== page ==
The National Party has selected a woman lawyer and farmer, Amy Adams, to contest the Selwyn seat in this year's election. The selection process had been mired in controversy because a disgruntled candidate, Roger Payne, challenged it on legal points and won a High Court injunction that delayed it.
Early this month the court delivered a judgment which said the party's board was entitled to block candidates it believed were not suitable, and the process was re-started. Selwyn is a safe National seat on paper. It is a new electorate, created by boundary changes which bring in most of the old Raikaia electorate held by renegade MP Brian Connell who is quitting politics at the election.
Mrs Adams, 36, lives on a farm near Aylesbury and ran against four other candidates. "This region has a long tradition of strong leadership both at a local, regional and national level, and I hope to be able to continue that tradition," she said today.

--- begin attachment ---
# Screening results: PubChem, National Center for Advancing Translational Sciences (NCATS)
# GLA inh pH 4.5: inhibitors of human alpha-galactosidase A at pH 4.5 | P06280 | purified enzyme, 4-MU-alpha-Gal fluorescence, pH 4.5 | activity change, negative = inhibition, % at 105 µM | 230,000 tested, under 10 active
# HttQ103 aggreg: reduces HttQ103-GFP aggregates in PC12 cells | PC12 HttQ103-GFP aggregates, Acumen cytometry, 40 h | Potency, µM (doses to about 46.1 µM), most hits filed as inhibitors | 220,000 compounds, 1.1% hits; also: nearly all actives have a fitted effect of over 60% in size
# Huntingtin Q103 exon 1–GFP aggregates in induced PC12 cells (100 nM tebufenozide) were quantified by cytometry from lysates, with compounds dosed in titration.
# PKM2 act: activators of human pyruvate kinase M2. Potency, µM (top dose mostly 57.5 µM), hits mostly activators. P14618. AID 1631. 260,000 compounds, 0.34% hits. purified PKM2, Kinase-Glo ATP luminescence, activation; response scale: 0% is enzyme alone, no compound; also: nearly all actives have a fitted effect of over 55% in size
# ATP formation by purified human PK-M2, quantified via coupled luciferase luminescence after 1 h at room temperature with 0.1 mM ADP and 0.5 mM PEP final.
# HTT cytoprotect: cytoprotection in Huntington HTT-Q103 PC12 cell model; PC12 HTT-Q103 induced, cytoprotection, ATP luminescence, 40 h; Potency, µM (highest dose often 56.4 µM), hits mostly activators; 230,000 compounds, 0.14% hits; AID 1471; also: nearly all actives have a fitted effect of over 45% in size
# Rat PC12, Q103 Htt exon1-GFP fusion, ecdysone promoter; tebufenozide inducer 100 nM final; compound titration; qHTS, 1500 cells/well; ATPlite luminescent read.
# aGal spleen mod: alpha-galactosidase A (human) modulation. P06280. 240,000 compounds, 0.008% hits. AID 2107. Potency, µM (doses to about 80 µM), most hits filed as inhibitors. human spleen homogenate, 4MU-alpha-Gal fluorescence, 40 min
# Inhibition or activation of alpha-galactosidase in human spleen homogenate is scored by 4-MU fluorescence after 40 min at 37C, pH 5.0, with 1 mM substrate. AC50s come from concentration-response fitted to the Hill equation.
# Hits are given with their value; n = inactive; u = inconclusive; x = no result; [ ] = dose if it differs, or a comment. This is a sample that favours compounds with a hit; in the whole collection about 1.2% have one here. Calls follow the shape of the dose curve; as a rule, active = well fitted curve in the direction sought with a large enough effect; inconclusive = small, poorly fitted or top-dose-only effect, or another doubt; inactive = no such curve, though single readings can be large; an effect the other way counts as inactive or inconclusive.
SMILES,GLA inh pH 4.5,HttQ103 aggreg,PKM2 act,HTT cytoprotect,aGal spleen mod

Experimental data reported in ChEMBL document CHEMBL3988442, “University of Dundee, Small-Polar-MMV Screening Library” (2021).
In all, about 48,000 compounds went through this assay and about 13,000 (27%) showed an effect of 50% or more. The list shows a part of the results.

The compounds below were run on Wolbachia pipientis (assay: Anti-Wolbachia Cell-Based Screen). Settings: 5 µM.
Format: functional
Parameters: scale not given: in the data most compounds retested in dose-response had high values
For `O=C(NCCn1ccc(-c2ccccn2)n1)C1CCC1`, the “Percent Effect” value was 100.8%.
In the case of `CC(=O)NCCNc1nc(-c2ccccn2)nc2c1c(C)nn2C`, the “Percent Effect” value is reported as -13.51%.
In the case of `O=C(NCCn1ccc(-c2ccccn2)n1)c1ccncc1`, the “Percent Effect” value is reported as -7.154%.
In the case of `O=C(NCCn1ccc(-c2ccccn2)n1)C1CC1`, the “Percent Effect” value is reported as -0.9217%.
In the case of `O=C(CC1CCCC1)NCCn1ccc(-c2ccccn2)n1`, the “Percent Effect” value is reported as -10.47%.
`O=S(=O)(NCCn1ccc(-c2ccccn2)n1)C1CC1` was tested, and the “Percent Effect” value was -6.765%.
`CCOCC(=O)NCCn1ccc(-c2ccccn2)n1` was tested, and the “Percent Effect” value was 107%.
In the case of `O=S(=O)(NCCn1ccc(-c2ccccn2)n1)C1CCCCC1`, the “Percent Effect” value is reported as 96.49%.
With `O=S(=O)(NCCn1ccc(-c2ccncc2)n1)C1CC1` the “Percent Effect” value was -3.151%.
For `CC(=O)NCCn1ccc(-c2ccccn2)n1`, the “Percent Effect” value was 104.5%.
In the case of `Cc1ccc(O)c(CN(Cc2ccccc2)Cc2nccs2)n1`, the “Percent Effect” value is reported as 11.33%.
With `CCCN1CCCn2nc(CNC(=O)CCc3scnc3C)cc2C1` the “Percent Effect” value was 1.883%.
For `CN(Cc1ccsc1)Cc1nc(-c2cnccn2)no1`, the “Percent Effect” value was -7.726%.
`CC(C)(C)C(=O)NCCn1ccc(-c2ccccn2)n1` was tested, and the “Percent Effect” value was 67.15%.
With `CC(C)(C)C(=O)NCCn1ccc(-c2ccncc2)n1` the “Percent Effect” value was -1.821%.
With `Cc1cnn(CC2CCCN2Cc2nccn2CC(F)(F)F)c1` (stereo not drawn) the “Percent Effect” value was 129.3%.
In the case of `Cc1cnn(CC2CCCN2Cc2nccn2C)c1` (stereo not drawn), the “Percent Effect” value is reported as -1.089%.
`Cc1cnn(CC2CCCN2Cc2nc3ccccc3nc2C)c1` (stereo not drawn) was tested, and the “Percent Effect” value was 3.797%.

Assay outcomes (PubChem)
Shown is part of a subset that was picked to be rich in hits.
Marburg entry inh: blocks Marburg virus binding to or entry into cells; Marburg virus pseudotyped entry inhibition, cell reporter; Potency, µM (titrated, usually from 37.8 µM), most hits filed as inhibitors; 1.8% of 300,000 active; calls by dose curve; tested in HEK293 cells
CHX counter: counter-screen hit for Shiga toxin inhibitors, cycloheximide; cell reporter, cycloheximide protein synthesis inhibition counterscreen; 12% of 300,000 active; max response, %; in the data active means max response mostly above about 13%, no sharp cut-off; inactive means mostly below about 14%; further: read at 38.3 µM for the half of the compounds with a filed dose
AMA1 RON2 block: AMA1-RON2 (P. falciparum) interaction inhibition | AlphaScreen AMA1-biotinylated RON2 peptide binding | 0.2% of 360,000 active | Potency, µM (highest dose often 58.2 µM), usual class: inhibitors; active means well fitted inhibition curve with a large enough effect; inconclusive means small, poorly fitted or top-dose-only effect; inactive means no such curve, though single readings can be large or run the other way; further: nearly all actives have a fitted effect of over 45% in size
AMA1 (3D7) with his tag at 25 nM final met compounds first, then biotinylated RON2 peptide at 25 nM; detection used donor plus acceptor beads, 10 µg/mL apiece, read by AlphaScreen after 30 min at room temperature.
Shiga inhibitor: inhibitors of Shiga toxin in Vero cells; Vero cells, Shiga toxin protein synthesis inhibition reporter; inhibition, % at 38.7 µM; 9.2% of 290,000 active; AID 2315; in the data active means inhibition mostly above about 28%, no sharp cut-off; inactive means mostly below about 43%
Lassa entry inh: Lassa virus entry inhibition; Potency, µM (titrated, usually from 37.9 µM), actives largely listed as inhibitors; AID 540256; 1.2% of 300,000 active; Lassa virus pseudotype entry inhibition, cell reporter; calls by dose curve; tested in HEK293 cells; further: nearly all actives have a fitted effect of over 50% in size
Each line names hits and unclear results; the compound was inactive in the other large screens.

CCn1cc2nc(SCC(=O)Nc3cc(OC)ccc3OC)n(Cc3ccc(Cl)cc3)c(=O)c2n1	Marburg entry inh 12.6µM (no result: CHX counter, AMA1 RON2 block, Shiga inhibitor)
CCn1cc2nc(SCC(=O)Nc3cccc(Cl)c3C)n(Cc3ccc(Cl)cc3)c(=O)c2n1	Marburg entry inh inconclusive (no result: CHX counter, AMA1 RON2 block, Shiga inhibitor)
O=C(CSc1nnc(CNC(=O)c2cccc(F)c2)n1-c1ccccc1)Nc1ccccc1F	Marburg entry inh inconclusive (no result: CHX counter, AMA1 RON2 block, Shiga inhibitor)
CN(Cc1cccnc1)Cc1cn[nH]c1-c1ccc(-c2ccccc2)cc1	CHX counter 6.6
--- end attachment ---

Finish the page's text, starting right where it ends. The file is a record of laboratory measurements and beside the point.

"As a businessperson, parent and farmer I hope to appeal to a broad range of voters in our campaign to secure a very large party vote for National." Mrs Adams said she had a particular interest in economic development, communications and regulatory reviews."I bring to the campaign lots of energy and the determination to be a strong voice for Selwyn in Parliament," she said.
Mrs Adams and her husband Donald have two children and run sheep and crops on their 600 acre farm. Selwyn was once the name of the electorate held by former finance minister Ruth Richardson. When it disappeared most of it went into Raikaia, which was held by former prime minister Jenny Shipley.
When Mrs Shipley retired from politics, the Rakaia seat went to Mr Connell. He was suspended from National's caucus after making public comments about former leader Don Brash's private life, and was not reinstated when John Key took over the leadership.
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